It's already taken center stage in a 2014 Coors Light NHL Stadium Series game.
Now, a little over three months after they met outdoors at Dodger Stadium, the Anaheim Ducks and Los Angeles Kings will put their Southern California rivalry to the test for the first time in the Stanley Cup Playoffs.
They've been playing each other since the Ducks entered the NHL in 1993, but it's taken 21 years for their first postseason matchup to happen in the Western Conference Second Round.
Game 1 is scheduled to take place Saturday at Honda Center in Anaheim (8 p.m. ET; NBCSN, TSN, RDS).
Los Angeles became the fourth team in NHL history to complete a comeback from a 3-0 series deficit with a 5-1 victory against the San Jose Sharks in Game 7 of their Western Conference First Round series Wednesday.
Anaheim has been idle since Sunday; the Ducks beat the Dallas Stars in six games in their first-round series. The Ducks rallied from a 4-2 deficit late in the third period before Nick Bonino's second goal of the night at 2:47 of overtime sent Anaheim into the second round.
Anaheim and Los Angeles faced each other five times during the regular season; the Ducks lost a 3-2 shootout decision Dec. 13 at Honda Center then went on to win the next four games, including the Stadium Series game on Jan. 25, allowing five goals.
Ryan Getzlaf was injured in one first-round game and missed another because of a facial injury, but he ended up tied with linemate Corey Perry for the most points (seven) in the series. Getzlaf and Perry easily faced the toughest competition and can expect the same in this round.Bruce Boudreau isn't afraid to tinker with who is in the lineup and where guys slot in. Teemu Selanne had two assists in Game 6, but he was a healthy scratch in Game 4.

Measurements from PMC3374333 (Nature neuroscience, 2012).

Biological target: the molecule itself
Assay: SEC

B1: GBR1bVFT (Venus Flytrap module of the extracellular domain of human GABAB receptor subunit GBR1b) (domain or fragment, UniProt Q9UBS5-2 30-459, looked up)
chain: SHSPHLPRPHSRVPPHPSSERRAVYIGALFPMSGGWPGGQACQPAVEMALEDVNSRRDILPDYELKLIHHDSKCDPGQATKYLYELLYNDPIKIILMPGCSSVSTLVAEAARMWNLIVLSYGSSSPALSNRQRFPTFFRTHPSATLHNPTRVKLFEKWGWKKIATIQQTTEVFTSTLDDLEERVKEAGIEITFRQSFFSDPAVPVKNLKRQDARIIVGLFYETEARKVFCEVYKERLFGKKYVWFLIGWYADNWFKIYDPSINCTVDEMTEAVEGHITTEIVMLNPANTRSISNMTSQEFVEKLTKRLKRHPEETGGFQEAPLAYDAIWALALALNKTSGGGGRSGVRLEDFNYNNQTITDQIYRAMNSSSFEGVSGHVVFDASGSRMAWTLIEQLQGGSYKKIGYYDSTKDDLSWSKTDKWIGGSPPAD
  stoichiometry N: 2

Saku Koivu's line drew a lot of the defensive zone faceoffs in the opening round, and anyone not named Andrew Cogliano who played on his line did not have a particularly strong series. The Ducks' two best forwards when it comes to possessing the puck against Dallas were Mathieu Perreault, who missed the end of the series with a lower-body injury, and Kyle Palmieri, though he saw the least amount of ice time per game for anyone who played more than twice.
Anze Kopitar played well early in the series against the Sharks then dominated in the final four games. He finished with four goals and seven points in the four victories, and his line completely shut down the Sharks' second line of Logan Couture, Patrick Marleau and Matt Nieto.
Two lineup tweaks may not have been the biggest reason for the comeback, but several players played better after they happened. Dustin Brown joined Kopitar and Marian Gaborik on the top line, pushing Justin Williams to the third unit. Mike Richards was moved to center the fourth line, putting Jeff Carter between rookies Tyler Toffoli and Tanner Pearson.
Gaborik had a sneaky nice series, and Brown played much better back on the top line. Williams helped spark the third line, and it was a big advantage for the Kings. Richards earned his normal ice time with special-teams work and finding shifts elsewhere, but he allowed coach Daryl Sutter to put the fourth line out at times against San Jose's top trio.
Toffoli and Pearson were great together, and Carter was probably the Kings' third best forward behind Kopitar and Williams. If the rookies are playing well, the Kings can match and maybe even surpass the Ducks' depth up front. They have a clear advantage at center, especially if Kopitar and/or Richards can slow Getzlaf and Perry.